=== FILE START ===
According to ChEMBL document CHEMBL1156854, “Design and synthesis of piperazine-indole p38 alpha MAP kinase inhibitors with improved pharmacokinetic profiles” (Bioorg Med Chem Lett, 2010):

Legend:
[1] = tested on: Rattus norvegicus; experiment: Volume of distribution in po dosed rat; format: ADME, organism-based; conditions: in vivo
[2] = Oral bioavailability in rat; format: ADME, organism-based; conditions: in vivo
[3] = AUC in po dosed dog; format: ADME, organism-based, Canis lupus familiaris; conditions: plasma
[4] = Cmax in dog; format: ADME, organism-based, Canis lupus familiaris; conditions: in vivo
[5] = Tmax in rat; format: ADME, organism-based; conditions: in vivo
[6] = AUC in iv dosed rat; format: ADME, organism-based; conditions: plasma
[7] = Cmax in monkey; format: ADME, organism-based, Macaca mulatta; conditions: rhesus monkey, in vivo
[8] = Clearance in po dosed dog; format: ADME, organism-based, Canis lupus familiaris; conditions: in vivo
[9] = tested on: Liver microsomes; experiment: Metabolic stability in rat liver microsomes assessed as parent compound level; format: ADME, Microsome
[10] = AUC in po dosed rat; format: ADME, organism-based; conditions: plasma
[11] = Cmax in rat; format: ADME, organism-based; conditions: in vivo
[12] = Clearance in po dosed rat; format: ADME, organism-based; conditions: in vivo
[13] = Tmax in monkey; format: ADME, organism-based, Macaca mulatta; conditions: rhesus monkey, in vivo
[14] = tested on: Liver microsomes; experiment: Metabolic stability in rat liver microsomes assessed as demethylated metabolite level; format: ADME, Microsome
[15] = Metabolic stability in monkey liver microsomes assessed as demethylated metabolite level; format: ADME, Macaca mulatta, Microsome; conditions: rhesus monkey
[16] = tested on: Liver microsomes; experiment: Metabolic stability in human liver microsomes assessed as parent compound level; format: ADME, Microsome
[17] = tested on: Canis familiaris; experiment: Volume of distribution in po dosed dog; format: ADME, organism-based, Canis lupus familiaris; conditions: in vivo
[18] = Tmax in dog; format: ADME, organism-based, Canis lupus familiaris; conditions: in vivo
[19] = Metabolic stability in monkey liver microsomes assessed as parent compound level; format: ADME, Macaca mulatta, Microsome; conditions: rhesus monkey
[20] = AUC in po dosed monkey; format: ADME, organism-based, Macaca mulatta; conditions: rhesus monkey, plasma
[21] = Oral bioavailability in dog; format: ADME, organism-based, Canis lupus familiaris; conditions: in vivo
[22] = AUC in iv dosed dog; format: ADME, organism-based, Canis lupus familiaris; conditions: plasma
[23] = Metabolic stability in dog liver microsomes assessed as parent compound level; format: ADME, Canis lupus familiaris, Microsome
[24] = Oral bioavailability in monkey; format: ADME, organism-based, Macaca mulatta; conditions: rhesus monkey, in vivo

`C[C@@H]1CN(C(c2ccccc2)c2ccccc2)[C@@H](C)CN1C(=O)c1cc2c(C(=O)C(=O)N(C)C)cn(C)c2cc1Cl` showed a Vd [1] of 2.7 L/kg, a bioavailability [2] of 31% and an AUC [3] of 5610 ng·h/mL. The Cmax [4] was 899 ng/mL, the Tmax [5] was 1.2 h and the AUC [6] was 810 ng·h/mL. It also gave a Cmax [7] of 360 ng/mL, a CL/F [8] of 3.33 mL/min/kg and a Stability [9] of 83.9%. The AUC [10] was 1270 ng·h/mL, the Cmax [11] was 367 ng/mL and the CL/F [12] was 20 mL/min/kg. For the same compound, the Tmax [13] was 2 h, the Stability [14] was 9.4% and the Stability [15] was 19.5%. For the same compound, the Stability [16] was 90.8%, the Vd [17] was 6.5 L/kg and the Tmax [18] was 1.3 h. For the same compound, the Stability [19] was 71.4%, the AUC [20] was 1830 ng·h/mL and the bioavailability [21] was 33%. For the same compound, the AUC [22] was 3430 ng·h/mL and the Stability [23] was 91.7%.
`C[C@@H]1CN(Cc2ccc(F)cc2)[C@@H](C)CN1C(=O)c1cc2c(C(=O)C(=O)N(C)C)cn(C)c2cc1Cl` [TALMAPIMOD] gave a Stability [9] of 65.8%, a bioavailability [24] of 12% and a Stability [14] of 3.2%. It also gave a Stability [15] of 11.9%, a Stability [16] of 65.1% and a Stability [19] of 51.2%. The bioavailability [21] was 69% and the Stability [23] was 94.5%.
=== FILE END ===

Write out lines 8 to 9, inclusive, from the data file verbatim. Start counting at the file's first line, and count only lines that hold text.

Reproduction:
[6] = AUC in iv dosed rat; format: ADME, organism-based; conditions: plasma
[7] = Cmax in monkey; format: ADME, organism-based, Macaca mulatta; conditions: rhesus monkey, in vivo